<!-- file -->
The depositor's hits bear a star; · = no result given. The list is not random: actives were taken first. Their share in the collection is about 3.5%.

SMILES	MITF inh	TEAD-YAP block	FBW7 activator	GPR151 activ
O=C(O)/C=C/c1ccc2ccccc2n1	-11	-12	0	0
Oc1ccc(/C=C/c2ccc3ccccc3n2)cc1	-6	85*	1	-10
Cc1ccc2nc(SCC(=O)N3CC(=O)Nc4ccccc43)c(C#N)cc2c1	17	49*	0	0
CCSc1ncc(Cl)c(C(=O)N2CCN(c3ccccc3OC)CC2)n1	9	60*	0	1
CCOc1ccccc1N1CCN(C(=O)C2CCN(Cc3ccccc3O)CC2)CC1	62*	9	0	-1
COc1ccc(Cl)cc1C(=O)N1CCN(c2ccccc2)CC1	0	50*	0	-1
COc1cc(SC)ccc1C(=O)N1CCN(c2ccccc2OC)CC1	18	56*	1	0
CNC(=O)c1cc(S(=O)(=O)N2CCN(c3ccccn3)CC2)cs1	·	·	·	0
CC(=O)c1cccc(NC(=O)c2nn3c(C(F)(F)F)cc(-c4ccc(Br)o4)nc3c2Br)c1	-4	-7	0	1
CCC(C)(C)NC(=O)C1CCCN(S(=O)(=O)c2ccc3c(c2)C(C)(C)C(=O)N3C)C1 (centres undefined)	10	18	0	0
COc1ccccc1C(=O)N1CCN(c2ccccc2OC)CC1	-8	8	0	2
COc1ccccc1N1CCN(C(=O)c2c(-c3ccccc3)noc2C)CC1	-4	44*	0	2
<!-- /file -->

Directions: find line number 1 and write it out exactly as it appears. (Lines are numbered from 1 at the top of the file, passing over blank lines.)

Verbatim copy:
The depositor's hits bear a star; · = no result given. The list is not random: actives were taken first. Their share in the collection is about 3.5%.